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Terence Blanchard
A Score for A Streetcar Named Desire


Terence Blanchard
The new Broadway production of Tennessee Williams' A Streetcar Named Desire stars Blair Underwood, Daphne Rubin-Vega, Nicole Ari Parker, Wood Harris—and music by musician and composer Terence Blanchard. In addition to numerous film scores, Blanchard wrote music for the Broadway play The Motherfucker With the Hat.

Mr. Blanchard has graciously fielded a few questions from the Talkin' Broadway staff.

How did you come to be involved in the project?

Stephen Bryd, the producer, was the first person to reach out to me about getting on this project. Soon after that I met with Emily Mann and we hit it off right away. Everyone involved with this project have been a real pleasure to work with. It has been great.

Streetcar features strong characters and intense emotions, drenched in mood-harsh reality and the fragile hold on it, memories, and worries. What aspect of it or which character did you first gravitate to when you began to think about and compose the music?

I think the first thing I gravitated to was the setting itself. I feel that the city of New Orleans is such an important part of this play, it in itself is a character. There is such a rich well of New Orleans musical history to draw upon that it would be foolish to ignore it. That said, I didn't approach writing the music from a historical stand point.

Is the music all new or are some traditional / pre-existing melodies incorporated, adapted, or quoted?

It is an original score for the play but of course it has that feel of New Orleans. So there will be melodies and harmonies that will remind the audience of New Orleans. I wanted to be able to draw the audience into the setting and the characters with the music. So it gives more depth and impact to the overall performance.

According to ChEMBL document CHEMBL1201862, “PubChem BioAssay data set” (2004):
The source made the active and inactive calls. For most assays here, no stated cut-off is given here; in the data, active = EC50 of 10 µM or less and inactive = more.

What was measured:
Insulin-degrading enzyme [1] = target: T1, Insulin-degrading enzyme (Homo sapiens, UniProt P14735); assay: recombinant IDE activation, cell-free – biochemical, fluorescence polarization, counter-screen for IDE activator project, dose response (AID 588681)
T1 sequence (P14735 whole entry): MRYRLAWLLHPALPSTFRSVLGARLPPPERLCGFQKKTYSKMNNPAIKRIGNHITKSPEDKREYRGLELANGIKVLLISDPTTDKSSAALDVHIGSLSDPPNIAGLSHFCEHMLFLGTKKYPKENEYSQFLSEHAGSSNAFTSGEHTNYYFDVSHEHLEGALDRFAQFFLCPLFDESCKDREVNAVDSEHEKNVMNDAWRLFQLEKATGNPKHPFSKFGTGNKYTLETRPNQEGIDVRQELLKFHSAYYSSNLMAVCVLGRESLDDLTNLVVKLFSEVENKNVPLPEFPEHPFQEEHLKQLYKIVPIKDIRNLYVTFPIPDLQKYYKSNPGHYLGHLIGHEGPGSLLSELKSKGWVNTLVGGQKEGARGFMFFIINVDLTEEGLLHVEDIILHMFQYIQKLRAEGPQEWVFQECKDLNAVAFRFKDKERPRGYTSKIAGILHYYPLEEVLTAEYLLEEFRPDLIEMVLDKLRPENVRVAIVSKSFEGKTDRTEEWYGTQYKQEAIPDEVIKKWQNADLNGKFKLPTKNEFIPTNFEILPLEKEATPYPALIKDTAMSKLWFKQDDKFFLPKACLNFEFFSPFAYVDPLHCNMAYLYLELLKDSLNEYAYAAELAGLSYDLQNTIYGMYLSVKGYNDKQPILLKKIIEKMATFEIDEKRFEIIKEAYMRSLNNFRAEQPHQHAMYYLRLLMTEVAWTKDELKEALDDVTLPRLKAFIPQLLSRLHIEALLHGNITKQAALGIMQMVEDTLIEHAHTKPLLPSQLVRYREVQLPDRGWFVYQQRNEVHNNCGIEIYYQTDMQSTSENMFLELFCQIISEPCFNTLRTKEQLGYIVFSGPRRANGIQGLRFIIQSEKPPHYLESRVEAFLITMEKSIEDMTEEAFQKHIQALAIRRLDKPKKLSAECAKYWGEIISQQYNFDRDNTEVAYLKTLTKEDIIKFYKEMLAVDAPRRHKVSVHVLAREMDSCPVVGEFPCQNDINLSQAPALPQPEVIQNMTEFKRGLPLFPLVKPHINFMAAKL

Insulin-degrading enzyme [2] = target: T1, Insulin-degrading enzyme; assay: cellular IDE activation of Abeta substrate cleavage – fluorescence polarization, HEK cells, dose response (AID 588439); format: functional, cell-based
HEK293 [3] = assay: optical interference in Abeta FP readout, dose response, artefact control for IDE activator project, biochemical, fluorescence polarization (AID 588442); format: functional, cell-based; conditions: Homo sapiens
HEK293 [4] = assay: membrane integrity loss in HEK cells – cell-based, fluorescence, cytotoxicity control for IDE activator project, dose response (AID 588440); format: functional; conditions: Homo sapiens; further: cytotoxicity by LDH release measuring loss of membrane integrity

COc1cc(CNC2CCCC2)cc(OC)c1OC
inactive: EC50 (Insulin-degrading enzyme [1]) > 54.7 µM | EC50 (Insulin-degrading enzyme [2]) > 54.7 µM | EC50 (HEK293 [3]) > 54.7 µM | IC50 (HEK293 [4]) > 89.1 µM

Were there experiences with The Motherfucker with the Hat which were helpful in the Streetcar experience?

Motherfucker with the Hat certainly gave me some insight of what to expect when it comes to composing for this medium. Streetcar and MWTH were very different projects though, so I wanted to approach Streetcar with fresh eyes and not make any assumptions of what to expect.

The play is so atmospheric and Alex North's score for the film was quite effective. Was that score used as any kind of reference point?

Alex's score was something I had listened to before but I can't say it was much of a reference point. I wanted to create something new and approach the music to the play in a different way.

How did New Orleans, your own hometown, inspire or serve as a guide for style and sound?

Music is so woven into the fabric of the culture of this city that you can't ignore it. It surrounds you everywhere you are. Thats why it makes so much sense to have music in Streetcar, you can't have New Orleans be the setting for your play without having music in it.

Was the music created and "tried on for size," with ideas tried, rejected, replaced, expanded over a long period, with decisions made after you saw rehearsals or had meetings to see how the play was being interpreted? Or was your work mostly done in isolation apart from others involved in the show?

It certainly is always a process when you are scoring for the theater or film because you can't just focus on the music alone. A musical idea that you have may work great just by itself but when you put it with the film or the actors on stage it doesn't work at all. You have to take into consideration what is happening in the scenes, what had previously happened, and what is going to happen. This type of composing can't take place in a box. You have to make decisions about when the music is their to support the events that have or are taking place on stage or when events on stage can be in a more supportive role to the music. So yes, through of the process there are many ideas that might not work out and need to be rewritten or changed in some small manner or the other.


A Streetcar Named Desire is in previews at the Broadhurst Theatre, 235 W. 44th St. with opening night scheduled for April 22. For performance and ticket information, visit Telecharge. For more on this production, and a preview of Blanchard's score, check out this video.


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